Covering Hillary Clinton from a blurred distance

Written By Natasha Korecki Posted: 06/14/2014, 11:28pm

Looking out at the stage of the Harris Theater in Chicago last week, I watched two old friends sit across from one another and banter about old times, all the while promoting a book — and a person.

Hillary Clinton, possible presidential contender, former U.S. Secretary of State, was on a two-day visit in Chicago and sitting across from her was Mayor Rahm Emanuel, who served in her husband’s White House and in President Obama’s.

The publicity event was as much for her new memoir, “Hard Choices,” as it was for Clinton herself as she weighs her presidential aspirations.

The forum, however, couldn’t have been more sanitized.

The place was packed with roughly 1,500 people who paid $50 for entry (each ticket came with a free signed copy of her book!) and then watched Emanuel lob softballs at Clinton.

The press wasn’t allowed anywhere near the candidate.

We were staged at a blurry distance, unable to follow up, to challenge, to even shout out a query.

No questions for Clinton. Just plug the book – and the candidate.


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Want to know more? Read the book. Watch the one-on-one ABC News interview or listen to NPR’s Terry Gross labor to pin down Clinton on how her opinion of same-sex marriage has evolved. 

“You know I really, I have to say, I think you’re being very persistent, but you are playing with my words and playing with what is such an important issue,” Clinton said to Gross, who refused to move on to the next topic before getting a straight answer from Clinton. Gross said she was trying to clarify Clinton’s position. “No, I don’t think you are trying to clarify,” Clinton snapped back. “I think you are trying to say that I used to be opposed and now I am in favor and I did it for political reasons. And that’s just flat wrong. So let me just state what I feel like I think you are implying and repudiate it.”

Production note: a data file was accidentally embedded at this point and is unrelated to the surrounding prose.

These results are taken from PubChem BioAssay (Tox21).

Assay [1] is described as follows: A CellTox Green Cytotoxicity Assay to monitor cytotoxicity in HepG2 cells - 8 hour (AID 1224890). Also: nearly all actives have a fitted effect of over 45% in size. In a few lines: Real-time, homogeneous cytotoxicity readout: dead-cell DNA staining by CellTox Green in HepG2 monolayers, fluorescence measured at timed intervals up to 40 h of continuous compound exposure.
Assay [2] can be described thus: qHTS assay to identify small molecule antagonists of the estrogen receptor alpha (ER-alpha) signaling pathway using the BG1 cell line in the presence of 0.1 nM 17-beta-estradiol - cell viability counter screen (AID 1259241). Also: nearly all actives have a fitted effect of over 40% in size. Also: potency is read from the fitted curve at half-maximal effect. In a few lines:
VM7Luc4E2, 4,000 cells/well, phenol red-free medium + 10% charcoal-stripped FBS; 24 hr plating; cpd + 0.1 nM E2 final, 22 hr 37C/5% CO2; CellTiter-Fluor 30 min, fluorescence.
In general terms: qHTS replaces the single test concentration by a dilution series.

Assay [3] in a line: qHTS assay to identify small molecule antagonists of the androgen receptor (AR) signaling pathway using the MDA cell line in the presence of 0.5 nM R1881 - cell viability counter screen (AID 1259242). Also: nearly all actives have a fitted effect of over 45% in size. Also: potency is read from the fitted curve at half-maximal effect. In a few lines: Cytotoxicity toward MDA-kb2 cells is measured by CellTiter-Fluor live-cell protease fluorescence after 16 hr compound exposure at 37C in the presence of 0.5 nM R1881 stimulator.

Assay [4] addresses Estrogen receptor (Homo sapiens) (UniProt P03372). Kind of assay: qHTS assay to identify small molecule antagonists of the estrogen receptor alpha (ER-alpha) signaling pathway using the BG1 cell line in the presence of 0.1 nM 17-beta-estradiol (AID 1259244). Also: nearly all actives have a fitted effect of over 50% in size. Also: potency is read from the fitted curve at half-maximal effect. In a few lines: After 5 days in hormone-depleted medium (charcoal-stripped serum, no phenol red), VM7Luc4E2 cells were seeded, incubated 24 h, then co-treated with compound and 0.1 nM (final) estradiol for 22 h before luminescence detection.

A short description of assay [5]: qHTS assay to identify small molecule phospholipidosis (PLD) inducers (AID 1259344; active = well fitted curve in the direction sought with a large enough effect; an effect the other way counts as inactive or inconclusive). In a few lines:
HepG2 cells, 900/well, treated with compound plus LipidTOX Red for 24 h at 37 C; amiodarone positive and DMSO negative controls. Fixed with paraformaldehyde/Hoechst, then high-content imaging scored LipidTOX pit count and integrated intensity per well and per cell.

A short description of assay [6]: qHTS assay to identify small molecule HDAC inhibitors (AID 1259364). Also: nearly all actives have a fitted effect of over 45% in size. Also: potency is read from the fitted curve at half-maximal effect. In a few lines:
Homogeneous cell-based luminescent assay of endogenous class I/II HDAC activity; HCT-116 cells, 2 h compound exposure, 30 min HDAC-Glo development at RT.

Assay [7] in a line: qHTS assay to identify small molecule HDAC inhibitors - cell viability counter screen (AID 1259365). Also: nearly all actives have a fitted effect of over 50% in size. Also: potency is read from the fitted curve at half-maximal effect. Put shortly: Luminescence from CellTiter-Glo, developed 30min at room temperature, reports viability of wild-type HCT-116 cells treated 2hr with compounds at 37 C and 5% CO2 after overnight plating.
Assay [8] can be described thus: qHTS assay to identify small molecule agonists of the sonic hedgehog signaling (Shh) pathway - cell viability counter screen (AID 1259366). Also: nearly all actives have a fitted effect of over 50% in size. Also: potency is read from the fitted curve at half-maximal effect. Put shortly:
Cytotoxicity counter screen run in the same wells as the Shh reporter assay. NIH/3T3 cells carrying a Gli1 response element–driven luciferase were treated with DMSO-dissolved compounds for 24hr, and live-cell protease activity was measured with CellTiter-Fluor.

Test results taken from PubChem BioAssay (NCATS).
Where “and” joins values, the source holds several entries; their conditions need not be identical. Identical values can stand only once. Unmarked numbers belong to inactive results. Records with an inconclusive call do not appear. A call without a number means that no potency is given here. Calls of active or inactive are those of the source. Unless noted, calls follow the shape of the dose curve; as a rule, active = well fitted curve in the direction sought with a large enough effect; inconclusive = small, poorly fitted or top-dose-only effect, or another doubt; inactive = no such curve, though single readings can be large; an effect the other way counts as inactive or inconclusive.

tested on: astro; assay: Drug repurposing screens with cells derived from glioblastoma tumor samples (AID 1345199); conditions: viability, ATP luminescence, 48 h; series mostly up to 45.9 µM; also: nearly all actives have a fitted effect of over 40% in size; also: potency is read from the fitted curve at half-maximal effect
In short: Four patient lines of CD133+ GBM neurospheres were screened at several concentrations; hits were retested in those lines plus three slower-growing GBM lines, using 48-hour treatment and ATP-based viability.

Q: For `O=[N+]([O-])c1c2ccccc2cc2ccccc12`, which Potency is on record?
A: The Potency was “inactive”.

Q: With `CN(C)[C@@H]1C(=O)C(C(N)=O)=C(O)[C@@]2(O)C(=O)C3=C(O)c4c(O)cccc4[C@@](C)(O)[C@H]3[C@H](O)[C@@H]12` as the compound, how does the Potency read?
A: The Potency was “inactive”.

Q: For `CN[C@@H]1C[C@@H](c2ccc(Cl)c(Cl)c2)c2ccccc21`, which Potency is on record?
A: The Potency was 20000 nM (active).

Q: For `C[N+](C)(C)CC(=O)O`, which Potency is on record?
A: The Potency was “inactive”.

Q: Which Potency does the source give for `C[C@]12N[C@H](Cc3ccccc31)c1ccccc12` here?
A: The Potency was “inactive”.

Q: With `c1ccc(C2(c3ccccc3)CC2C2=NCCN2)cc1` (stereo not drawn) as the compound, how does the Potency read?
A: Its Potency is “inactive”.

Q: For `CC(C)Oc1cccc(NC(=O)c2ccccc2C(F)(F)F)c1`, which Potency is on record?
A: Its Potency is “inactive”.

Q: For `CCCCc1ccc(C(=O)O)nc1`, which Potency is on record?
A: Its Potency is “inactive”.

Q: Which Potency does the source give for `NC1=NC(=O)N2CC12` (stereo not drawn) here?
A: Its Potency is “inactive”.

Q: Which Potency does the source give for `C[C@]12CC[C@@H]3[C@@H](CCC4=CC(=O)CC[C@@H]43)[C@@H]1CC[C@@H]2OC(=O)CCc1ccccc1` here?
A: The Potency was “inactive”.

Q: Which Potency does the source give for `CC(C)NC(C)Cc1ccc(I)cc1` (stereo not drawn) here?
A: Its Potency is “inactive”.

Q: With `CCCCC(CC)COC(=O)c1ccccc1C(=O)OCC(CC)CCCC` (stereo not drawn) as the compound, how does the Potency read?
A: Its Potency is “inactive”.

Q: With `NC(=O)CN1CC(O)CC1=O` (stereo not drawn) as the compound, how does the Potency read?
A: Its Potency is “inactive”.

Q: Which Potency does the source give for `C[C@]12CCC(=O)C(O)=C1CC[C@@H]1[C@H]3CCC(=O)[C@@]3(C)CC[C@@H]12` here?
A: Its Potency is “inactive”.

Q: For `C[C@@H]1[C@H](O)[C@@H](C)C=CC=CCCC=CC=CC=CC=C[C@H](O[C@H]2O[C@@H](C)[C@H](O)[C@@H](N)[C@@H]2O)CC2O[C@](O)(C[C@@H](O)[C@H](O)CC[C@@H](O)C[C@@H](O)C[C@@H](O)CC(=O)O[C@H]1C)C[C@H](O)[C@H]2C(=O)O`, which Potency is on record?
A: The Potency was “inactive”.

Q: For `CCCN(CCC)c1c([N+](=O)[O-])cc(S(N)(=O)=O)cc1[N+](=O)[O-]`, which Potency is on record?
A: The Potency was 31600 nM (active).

Or she could have just answered the question in the first place.

Just weeks ago, former Vice President Dick Cheney landed in Chicago promoting the book by his wife, Lynne Cheney, about President James Madison.

Media was invited, then specifically told at the close of the event that the book publisher invited the press on the condition that the former Vice President not answer any questions.

Cheney walked inches from reporters without so much as looking in our direction. 

Lynne Cheney had just made headlines a week prior on Fox News, offering up a conspiracy theory that the Clintons had orchestrated a Vanity Fair cover of Monica Lewinsky as “an effort on the Clintons’ part to get that story out of the way,” before Hillary Clinton makes a run for president. She had no interest in answering follow-up questions to that in her Chicago visit. We were asked to watch Cheney interview his wife.

This isn’t just Clinton or Cheney. This is the new normal. It is in the mold of President Obama, which is a method many reporters covering City Hall complain Mayor Rahm Emanuel brought with him to Chicago from Washington. 

We’re expected to show up, listen to whatever the official wants to say, then shut up and write about it.

With some officials and some candidates, opportunities to challenge, to ask questions, are increasingly rare. It’s a constant battle for reporters to break through canned language. 

The media could always refuse to attend. But Clinton’s tales of her four years as Secretary of State do have news value.

From a personal standpoint, it was worth seeing the 2014 Hillary Clinton, who has evolved so much as a public speaker since her husband first ran for president in 1992. On stage last week, she laughed easily, exuded warmth and had the audience rolling on a couple of occasions.

Of course, that all can happen when you control your environment.

With the Cheney instance, there were truly so few scraps that most news operations in town took a pass on running anything. Even the questions from the audience were heavily stage managed: What surprised her the most in her research about Madison?


Former New York Times Editor Executive Editor Jill Abramson once said the Obama White House was “the most secretive White House that I’ve ever been involved in covering.”

A recent Politico survey of White House correspondents showed that 42 percent of the reporters who covered Obama day in and day out agreed with Abramson’s statement. Also from that survey, 41 percent said they believed the George W. Bush White House was more forthcoming with information to reporters than Obama’s. Another 41 percent said they weren’t sure.

So would a Hillary Clinton White House operate in the same way?

Would love the chance to ask.



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